- Throw empty temporary containers in the trash.
- Put empty permanent containers in the sink.
- Put something you took out of the refrigerator back in, if it is not empty.
- Put an opened can from the cupboard into the refrigerator, if it is not empty.
- Put an opened jar from the cupboard back into the cupboard, if it is not empty (oil, vinegar, vanilla, etc.)
Pamela's clerk was following standard operating procedure, and the interaction we had about the mold was to draw her CEO's attention to a problem. When I slowed down and spotlighted what happened to the palmitos, I tried to help Pamela encode an episodic memory for future events. The next time I find any open jars in the cupboard, I will remind her of the palmitos and give her CEO a chance to consider putting them in the refrigerator.
We were also tapping into a second dynamic function of the brain, lateral integration (which folks in RDI circles call broadband communication). Our face-to-face interaction included facial expression (wrinkled nose and disgusted look), auditory non-verbal (how we exaggerated our pronunciation of "Ewwwwwww!" and "Yuuuuuuck!"), gestures (pointing at the mold), and posture (both leaning into the jar) and blended into one message: nasty things happen when palmitos are not refrigerated. Lateral integration allows us to tap into our intuition and to integrate our perspective with that of others, emotions, and ideas.
Later that day, I struggled to unscrew the cable connection, which was not secured into the wall at all. Simple mechanic things befuddle me and test my ability to remain calm and neutral. Pamela grew antsy while I struggled to unscrew the cable and showed signs of escalating anxiety. I turned to her several times and smiled broadly to reassure her. I spoke in a bright voice to update her on my progress. Because of her edginess, I did not further stress her out by spotlighting my problem solving techniques: using a rubber jar opener to grip the nut with a back-up option of unscrewing the electrical plate. Her feeling of safety was too low for me to place anymore cognitive challenges on her.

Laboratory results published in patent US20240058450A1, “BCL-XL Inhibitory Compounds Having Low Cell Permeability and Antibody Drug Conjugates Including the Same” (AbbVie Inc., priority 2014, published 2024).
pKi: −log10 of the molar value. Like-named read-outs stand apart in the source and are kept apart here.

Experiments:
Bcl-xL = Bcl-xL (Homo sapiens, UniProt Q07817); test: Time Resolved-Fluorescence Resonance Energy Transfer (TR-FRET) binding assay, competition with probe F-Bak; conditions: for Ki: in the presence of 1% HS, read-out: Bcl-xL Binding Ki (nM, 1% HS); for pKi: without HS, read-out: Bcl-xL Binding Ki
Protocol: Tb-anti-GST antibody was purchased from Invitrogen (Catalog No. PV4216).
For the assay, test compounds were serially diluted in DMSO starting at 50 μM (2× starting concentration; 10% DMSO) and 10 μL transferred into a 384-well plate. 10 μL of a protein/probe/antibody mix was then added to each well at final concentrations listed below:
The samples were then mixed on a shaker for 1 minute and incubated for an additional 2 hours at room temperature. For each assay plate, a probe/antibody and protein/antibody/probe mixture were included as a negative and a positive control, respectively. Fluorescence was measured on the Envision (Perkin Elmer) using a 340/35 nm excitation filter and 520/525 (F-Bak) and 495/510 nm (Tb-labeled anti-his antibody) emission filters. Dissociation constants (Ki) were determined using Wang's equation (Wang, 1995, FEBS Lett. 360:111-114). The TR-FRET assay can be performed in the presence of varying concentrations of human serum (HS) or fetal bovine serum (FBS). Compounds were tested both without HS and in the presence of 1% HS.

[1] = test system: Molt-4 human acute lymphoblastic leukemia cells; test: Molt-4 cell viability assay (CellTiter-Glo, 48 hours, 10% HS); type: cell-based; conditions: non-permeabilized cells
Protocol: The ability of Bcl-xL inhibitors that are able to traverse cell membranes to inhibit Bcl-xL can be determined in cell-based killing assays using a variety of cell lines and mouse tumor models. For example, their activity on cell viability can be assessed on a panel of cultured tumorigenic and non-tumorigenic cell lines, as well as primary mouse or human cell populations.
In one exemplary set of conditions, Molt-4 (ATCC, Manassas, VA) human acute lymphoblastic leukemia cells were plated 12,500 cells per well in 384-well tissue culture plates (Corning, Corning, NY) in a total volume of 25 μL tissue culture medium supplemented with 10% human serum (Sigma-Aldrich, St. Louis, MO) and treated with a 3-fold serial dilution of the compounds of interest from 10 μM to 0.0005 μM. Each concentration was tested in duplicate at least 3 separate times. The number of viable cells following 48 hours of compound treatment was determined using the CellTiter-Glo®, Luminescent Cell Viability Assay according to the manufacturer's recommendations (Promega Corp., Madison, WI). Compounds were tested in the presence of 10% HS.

Steve and I believe the decision to kiss cable good-bye is sound. Our church's Wednesday night Bible study on Philippians 1:21-22 ("For to me, to live is Christ and to die is gain. If I am to go on living in the body, this will mean fruitful labor for me. Yet what shall I choose? I do not know!"). The pastor asked what things of this world get in the way of living in Christ. When someone mentioned television, he brought up a good point: the purpose of television is not to report the news (usually bad) nor entertain. Its real goal is to sell stuff because advertising pays for the programming.
Later that night, while we were watching Lizzie and Mr. D'Arcy engage in verbal combat, Pamela walked into the television room with her homemade guitar (three rubber bands on a plastic plate) and verbally riffed "Smoke on the Water."